ESA Reaction Statement to Brown v. EMA Ruling

The Entertainment Software Association (ESA) issued a statement welcoming the U.S. Supreme Court’s ruling in Brown v. EMA this morning, calling it a "landmark ruling" that protects retailers, videogame developers, and publishers.

"This is a historic and complete win for the First Amendment and the creative freedom of artists and storytellers everywhere. Today, the Supreme Court affirmed what we have always known – that free speech protections apply every bit as much to video games as they do to other forms of creative expression like books, movies and music," said Michael D. Gallagher, president and CEO of the ESA. "The Court declared forcefully that content-based restrictions on games are unconstitutional; and that parents, not government bureaucrats, have the right to decide what is appropriate for their children."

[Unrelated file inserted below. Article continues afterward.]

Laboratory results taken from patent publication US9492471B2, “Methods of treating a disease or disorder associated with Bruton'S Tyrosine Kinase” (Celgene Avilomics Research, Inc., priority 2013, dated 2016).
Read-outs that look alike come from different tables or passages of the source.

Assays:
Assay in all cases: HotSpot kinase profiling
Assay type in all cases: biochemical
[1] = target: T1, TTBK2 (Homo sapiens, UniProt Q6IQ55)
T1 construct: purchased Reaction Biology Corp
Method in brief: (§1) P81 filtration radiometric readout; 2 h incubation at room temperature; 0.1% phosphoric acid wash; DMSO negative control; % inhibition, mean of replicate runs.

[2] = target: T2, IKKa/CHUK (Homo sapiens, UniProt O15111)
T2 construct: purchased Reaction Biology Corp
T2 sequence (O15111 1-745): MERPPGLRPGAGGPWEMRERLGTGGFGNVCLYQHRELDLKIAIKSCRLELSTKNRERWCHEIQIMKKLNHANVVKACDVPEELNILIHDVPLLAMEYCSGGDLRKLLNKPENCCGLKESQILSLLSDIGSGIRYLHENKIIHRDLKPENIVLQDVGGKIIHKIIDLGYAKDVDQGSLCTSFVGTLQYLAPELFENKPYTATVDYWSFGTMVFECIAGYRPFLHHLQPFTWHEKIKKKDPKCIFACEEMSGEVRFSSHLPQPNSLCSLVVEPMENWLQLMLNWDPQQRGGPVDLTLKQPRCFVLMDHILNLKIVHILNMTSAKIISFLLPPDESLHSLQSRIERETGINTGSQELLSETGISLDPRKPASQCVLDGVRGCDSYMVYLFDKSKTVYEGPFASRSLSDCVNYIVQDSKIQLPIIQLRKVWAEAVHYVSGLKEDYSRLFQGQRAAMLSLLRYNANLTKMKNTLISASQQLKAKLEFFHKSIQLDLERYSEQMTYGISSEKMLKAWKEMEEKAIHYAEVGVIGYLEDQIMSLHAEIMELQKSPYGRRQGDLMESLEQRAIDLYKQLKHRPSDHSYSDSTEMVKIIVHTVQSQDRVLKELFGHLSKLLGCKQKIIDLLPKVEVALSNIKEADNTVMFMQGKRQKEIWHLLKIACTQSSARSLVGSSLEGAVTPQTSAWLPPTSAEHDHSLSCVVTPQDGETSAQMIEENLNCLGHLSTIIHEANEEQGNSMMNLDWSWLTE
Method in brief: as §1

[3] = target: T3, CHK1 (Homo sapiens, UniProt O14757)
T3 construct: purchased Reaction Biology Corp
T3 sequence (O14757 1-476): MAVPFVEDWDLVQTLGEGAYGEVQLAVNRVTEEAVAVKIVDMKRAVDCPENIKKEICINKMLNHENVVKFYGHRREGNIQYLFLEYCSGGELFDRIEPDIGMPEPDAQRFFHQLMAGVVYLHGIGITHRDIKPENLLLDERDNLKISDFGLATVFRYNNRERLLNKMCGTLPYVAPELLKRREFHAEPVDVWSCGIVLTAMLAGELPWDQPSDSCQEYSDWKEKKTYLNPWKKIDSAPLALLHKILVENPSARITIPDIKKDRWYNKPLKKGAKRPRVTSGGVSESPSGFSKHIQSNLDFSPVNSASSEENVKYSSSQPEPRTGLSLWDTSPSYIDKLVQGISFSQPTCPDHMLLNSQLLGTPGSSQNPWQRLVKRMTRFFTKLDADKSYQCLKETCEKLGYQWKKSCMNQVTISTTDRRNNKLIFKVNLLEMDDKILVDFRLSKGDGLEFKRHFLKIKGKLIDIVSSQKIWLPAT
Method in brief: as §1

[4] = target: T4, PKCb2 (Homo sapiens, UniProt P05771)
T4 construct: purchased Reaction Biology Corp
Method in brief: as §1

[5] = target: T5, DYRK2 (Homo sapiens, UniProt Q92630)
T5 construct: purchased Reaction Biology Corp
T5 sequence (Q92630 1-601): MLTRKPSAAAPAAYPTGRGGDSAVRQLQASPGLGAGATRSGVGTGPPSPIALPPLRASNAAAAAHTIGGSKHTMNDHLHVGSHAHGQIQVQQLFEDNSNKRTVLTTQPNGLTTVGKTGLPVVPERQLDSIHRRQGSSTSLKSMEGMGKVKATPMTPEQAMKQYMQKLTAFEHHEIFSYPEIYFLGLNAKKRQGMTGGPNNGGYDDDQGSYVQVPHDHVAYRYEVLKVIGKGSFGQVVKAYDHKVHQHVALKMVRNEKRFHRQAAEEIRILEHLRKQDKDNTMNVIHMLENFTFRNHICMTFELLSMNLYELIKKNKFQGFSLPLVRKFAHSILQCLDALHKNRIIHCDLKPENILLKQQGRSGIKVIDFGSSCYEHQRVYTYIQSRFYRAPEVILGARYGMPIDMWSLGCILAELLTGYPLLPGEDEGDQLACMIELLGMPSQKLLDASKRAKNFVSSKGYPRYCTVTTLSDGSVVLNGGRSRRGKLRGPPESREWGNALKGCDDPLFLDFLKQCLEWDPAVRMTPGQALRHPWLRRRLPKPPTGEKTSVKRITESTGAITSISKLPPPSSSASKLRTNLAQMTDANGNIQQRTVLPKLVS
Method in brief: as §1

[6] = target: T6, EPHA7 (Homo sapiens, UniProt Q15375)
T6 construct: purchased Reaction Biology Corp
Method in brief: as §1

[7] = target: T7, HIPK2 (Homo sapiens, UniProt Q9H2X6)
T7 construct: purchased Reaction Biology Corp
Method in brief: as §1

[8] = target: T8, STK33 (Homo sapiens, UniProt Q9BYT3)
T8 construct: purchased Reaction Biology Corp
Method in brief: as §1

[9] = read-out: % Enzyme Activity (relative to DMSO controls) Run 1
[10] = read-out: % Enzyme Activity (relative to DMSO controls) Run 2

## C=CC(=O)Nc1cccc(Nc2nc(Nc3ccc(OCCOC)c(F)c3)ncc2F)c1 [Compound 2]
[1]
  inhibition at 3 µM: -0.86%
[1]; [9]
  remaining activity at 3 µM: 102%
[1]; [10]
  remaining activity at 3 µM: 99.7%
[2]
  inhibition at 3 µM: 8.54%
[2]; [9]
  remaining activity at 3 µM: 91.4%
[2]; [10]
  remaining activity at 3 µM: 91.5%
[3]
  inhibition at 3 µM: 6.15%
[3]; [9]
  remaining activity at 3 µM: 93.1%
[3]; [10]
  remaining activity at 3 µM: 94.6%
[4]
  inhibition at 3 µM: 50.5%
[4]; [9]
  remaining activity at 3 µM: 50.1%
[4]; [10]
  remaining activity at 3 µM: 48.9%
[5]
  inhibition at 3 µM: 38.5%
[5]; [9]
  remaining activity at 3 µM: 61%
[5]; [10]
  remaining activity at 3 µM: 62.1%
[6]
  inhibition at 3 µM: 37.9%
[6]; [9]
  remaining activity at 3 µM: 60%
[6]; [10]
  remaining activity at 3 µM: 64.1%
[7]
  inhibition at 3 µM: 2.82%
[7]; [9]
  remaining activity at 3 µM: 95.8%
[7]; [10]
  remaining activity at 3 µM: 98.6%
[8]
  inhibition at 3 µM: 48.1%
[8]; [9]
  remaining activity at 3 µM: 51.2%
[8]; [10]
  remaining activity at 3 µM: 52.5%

"We are very gratified that our arguments – and those of over 180 other groups and individuals from across the ideological spectrum – were heard in this case," Gallagher continued. "The Court has now definitively held that legislative attempts to restrict video game content will be struck down. It is time for elected officials to stop wasting time and public funds seeking unconstitutional restrictions on video games. Instead, we invite them to join with us to raise awareness and use of the highly effective tools that already exist to help that parents choose games suitable for their children."

In closing the trade group congratulated its legal team, including Paul Smith of Jenner & Block for their oral arguments before the Court. They also praised Ken Doroshow, the ESA’s former general counsel for "spearheading our winning approach."

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  1. 0
    Craig R. says:

    Oh, they’ll most certainly continue to try.

    To use the most obvious example: Roe v. Wade. Decades on, and states are still passing law after law, even if some of them are declared unconstitutional, in the hopes that some of them stick.

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